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Land reform and property rights in Zimbabwe
Zimbabwe Human Rights NGO Forum
August 05, 2010

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The forceful eviction of commercial white farmers during the fast track land reform process was arguably one of the primary drivers of Zimbabwe's sudden economic downfall. Prior to the land seizures and only a decade ago agriculture was the cornerstone of the economy. According to Eric Bloch, (an independent economist in Zimbabwe), agriculture used to provide employment for over 300,000 farm workers and a livelihood for nearly two million people but since the 2000 land reform programme, agriculture has plummeted, foreign exchange inflows have petered out and there has been a breakdown of the rule of law. Eddie Cross (another Zimbabwean independent economist), asserts that in 2000, the total output of the agriculture industry in Zimbabwe was 4.3 million tonnes of agricultural products worth at today's prices US$3.347billion. In 2009 it declined to 1.348 million tonnes of products worth US$1 billion, a decline of 69% in volume and a decline of 70% in value.

For many years dependant upon food aid programmes to feed its population. No one knows when the farm invasions will come to an end. The Government of Zimbabwe (GoZ) has condoned these invasions by its failure to protect and uphold the rights of the affected farmers to end the violence and to bring the perpetrators to justice. Thus these acts and omissions constitute violations of the Constitution of Zimbabwe and internationally recognized legal instruments that protect human rights.

Zimbabwe was known as the "bread basket" of Africa endowed with productive farmland, rich in raw materials and it grew enough food to feed its people and export the rest. However following the agrarian reform it is now Craig Richardson asserts that, Zimbabwe provides a compelling case study of the perils of ignoring the rule of law and property rights when implementing land reforms. Protected property rights are crucial for economic growth and once those rights are taken away an economy is prone to collapse. There have been arguments suggesting that the land reform process has been beneficial. The most contentious support came from respected African scholar, Mahmoud Mamdani, who argued that the land reform process was a final closure in the de-colonization project. Another scholar, Scoones proposed that there were signs that land reform was having beneficial effects especially on smallholder farmers, which submission was disputed by other scholars.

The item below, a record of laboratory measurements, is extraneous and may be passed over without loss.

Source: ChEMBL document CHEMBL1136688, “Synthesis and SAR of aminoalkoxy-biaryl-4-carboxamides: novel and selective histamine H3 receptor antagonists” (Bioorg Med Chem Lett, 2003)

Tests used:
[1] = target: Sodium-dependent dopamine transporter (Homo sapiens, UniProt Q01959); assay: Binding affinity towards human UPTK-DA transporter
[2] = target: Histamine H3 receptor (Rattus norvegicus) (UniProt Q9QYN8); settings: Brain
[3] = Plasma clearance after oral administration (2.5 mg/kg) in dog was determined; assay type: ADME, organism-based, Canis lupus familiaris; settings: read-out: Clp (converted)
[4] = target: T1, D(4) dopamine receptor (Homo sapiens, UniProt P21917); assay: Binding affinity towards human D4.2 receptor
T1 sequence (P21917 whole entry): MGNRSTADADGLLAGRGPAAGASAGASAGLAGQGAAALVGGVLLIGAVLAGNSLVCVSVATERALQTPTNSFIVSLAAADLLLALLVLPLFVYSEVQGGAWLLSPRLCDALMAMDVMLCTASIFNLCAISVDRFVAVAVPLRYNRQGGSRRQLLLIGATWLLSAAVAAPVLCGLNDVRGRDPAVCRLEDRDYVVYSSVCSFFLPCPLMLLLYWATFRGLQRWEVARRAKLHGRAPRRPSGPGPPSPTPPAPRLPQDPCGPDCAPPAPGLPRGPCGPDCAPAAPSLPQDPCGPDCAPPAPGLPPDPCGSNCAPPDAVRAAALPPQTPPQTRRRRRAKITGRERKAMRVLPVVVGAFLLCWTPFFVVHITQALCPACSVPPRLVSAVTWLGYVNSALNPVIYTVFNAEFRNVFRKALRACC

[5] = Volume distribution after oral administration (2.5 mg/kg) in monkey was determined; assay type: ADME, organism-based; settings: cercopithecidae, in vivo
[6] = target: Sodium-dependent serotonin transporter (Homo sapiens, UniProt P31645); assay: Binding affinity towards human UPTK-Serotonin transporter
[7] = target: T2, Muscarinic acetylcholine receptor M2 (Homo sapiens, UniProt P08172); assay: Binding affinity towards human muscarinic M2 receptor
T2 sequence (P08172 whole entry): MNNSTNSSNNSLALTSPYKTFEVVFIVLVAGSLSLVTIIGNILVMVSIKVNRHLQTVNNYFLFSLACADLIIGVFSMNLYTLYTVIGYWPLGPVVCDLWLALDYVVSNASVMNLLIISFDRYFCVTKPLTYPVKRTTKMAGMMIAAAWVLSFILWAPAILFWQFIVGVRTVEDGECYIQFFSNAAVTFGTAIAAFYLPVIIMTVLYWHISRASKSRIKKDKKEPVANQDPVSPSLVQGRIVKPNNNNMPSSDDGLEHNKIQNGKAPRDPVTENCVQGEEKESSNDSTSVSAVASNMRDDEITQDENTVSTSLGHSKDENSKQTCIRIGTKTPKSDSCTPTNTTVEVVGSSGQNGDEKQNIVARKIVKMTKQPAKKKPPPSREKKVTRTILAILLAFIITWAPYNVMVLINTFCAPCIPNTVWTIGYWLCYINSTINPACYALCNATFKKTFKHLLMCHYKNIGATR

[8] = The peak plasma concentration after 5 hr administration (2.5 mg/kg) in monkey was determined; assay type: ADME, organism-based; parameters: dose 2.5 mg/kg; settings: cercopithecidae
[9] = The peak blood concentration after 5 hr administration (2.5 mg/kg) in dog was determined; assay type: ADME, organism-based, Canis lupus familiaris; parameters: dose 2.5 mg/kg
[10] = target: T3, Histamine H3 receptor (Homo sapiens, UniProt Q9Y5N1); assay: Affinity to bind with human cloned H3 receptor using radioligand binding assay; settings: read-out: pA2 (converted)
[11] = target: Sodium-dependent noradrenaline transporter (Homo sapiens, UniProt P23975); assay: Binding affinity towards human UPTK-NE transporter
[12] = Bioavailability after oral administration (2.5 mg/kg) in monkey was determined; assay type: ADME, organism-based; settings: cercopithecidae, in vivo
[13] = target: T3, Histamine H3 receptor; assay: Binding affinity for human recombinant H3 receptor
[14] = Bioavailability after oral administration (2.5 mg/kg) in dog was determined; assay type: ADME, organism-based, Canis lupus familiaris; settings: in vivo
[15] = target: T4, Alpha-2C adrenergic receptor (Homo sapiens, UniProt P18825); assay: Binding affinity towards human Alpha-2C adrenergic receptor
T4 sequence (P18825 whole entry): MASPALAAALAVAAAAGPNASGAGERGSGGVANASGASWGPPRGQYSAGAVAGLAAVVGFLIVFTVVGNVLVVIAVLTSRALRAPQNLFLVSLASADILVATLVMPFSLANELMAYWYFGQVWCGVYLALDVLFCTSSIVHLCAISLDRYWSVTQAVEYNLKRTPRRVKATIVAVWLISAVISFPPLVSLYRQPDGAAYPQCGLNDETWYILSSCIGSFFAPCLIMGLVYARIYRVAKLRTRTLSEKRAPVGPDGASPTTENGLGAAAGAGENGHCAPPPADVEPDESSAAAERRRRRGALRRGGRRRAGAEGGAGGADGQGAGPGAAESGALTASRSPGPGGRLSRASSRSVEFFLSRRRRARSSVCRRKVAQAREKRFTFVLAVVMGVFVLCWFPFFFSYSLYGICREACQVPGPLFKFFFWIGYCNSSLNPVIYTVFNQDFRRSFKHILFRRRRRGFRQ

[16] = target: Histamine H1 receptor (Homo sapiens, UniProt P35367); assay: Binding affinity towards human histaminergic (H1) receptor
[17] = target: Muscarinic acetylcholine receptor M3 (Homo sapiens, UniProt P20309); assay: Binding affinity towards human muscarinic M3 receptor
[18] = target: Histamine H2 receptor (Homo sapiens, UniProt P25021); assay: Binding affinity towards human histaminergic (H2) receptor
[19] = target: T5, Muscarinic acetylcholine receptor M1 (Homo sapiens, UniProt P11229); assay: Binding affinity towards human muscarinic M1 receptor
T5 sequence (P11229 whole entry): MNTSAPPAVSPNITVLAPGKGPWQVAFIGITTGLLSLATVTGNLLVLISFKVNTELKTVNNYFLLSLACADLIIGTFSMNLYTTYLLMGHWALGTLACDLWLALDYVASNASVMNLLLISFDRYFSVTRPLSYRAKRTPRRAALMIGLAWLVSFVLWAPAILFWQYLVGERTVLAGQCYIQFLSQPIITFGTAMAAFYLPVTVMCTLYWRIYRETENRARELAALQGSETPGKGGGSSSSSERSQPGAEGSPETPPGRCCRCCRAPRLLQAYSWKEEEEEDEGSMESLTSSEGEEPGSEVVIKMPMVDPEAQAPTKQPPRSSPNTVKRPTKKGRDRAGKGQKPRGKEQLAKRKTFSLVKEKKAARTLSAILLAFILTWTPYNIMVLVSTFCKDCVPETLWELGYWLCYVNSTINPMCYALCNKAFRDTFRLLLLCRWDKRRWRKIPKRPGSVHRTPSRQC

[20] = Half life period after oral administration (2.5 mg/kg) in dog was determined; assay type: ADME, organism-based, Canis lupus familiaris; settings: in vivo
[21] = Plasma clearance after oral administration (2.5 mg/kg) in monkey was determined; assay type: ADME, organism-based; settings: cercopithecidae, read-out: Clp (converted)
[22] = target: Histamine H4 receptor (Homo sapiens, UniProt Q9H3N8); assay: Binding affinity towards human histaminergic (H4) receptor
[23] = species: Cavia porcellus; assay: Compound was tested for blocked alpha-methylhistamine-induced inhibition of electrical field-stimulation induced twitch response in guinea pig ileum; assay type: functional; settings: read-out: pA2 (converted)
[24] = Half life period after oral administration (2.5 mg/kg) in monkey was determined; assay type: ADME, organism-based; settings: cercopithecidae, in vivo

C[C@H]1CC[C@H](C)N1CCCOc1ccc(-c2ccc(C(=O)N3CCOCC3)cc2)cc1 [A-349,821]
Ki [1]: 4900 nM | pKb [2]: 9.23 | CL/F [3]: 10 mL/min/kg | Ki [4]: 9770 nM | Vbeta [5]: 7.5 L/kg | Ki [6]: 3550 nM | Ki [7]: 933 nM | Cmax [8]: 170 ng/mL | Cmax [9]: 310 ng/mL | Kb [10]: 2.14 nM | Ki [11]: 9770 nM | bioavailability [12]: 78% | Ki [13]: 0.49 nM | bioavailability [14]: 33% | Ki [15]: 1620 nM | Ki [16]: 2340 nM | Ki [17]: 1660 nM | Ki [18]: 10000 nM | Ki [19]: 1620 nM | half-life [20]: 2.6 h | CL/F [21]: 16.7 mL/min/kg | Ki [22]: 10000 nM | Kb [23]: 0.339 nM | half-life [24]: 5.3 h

The Land Reform and Property Rights in Zimbabwe of 2010 is a sequel report to the 2007, Adding Insult to Injury, a preliminary report on human rights violations on commercial farms 2000-2005. Whereas the previous report was a quantitative enquiry, this report is qualitative research oriented based on a review of secondary data. Secondary research, also known as desk research, involves the collation and synthesis of existing research. The aim of secondary research is to determine what is known already and what new data is required. Several documented reports have concentrated on violent land invasions from 2000-2005 and very little has been reported on violent land invasions after 2007. Therefore this report tries to fill that gap by focusing on violations on farmers and farm workers' right to property, which have continued unabated.

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